Today, I was able to purchase the Kindle version of the book, and have given it a once-through reading. Probably missing much.
Overall, I'd have to say that his pūrva pakṣa is successful. I particularly like the chapter on 'Non-translatable Sanskrit versus Digestion', where he gets very specific in dispelling some of the more disastrous English translations of Sanskrit terms. It will take at least another pass at the two appendices to get a good grasp of those, but this line from 'Appendix A: The Integral Unity of Dharma', caught my eye:
The spirit of openness toward the multiplicity of possible answers to complex questions is why pluralism is deeply embedded in the notion of dharma.
The Judeo-Christian religions lack the fundamental R&D to be able to change to the same extent and to be able to offer the same choices and openness. As we have seen, they do not believe that the first principles of truth can be discovered by humans on their own; hence, their obsession with claiming historically unique events.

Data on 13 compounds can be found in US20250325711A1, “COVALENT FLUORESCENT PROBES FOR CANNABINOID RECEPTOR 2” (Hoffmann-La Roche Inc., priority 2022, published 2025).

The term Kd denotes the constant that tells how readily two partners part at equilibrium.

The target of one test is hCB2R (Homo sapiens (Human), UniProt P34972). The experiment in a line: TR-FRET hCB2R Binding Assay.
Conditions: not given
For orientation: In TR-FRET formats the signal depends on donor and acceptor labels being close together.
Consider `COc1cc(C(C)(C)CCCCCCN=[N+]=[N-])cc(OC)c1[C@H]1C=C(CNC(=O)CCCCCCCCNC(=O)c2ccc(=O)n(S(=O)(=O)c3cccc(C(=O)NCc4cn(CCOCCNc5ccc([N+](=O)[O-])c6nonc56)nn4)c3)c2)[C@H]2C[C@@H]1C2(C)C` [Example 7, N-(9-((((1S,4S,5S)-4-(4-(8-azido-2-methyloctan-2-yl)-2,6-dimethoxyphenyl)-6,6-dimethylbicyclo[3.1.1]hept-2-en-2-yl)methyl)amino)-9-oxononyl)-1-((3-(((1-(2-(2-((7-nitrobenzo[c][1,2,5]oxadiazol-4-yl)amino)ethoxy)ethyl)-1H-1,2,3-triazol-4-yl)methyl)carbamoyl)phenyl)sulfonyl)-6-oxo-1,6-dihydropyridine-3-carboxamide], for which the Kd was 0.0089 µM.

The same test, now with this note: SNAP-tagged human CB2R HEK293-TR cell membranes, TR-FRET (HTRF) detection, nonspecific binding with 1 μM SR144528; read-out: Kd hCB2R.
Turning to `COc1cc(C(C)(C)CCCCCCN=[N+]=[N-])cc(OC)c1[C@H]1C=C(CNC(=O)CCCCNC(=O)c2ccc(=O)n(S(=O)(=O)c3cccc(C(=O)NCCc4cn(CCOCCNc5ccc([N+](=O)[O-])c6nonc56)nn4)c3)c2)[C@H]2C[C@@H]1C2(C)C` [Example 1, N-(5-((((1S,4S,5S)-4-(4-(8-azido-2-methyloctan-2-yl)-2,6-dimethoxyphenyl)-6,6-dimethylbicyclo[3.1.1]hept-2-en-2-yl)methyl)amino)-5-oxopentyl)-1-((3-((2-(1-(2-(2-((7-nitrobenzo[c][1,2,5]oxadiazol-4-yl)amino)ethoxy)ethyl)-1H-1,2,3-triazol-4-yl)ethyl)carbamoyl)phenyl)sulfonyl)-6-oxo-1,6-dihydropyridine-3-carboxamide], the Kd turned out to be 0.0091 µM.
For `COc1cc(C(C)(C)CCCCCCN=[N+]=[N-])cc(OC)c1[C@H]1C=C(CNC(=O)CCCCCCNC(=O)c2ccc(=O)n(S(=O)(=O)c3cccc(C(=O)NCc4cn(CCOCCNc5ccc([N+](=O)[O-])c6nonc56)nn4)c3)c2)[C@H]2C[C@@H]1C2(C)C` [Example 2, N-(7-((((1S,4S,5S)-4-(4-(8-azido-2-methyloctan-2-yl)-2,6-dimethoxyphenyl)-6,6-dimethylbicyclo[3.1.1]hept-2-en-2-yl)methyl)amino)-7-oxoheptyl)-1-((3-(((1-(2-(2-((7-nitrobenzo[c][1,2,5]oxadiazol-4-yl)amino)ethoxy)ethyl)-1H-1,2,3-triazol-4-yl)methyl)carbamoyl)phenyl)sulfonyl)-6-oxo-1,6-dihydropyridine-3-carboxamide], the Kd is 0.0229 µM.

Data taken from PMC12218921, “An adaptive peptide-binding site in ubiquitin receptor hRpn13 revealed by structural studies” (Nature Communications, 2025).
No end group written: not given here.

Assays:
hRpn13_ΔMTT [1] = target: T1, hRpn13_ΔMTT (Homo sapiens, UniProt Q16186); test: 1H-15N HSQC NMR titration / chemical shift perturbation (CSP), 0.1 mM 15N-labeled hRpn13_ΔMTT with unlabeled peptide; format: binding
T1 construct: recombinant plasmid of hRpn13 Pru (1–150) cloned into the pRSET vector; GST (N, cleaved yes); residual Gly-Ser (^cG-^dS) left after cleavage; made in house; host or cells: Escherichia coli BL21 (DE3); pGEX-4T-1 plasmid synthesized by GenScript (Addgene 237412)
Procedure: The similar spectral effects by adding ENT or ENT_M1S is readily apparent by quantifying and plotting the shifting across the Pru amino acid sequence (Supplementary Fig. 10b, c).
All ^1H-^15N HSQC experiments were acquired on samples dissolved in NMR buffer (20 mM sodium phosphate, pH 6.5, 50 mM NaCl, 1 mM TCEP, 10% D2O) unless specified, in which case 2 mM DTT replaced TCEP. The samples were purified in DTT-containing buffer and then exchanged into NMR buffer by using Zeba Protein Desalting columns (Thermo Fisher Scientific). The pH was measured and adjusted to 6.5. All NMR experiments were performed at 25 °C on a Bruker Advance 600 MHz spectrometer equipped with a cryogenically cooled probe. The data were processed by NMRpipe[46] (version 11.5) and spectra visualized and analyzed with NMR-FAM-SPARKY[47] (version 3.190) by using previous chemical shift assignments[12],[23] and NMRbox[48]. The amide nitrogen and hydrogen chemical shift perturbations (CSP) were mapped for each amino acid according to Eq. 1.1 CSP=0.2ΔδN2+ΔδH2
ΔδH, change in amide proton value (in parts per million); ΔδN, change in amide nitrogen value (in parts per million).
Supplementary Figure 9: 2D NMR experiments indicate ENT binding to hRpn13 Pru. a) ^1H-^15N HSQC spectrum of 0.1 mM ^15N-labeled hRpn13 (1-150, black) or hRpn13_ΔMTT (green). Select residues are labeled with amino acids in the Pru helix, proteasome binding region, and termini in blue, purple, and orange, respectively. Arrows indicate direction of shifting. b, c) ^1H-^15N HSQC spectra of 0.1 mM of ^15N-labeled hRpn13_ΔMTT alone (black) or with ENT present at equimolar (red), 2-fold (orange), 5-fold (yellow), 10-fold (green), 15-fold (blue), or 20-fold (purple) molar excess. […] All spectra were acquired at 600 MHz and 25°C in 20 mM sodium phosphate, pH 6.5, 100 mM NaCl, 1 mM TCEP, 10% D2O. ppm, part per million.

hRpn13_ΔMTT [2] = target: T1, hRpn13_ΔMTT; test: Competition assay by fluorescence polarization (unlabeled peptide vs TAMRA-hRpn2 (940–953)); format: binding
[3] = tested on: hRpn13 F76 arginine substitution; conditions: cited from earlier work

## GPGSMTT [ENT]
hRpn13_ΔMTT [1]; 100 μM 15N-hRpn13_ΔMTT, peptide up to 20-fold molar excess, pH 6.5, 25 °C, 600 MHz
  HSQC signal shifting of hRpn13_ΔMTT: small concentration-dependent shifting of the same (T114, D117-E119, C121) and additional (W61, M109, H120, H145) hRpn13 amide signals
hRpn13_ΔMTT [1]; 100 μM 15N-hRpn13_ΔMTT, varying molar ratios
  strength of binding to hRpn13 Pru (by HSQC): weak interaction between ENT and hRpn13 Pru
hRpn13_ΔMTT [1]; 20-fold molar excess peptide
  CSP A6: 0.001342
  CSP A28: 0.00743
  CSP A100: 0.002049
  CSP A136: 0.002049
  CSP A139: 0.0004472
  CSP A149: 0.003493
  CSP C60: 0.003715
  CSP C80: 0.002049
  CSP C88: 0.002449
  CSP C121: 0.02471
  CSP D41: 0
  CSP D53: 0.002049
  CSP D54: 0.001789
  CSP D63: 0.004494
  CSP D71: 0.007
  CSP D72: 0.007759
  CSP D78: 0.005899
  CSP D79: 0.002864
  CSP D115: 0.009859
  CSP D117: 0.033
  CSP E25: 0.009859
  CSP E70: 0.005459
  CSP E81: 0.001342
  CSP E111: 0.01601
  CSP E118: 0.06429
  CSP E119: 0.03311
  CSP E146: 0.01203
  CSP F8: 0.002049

Malhotra, Rajiv (2011-10-10). Being Different: An Indian Challenge to Western Universalism (Kindle Locations 6165-6169). . Kindle Edition. .
Here, as in other places, there are over-simplifications (as he admits early-on). There are both Judeo and Christian (as well as Islamic) mystics who have done some of the 'R&D' (as he calls experiential introspection) to 'open up' those traditions, but they are far from considered 'main stream'. Of course, there are variations of 'Hinduism' which are much more in line with Abrahamic monotheism, but Indian peoples tend to be much more open to religious diversity and accepting of 'individualistic' (in Western terms) 'inner experience'.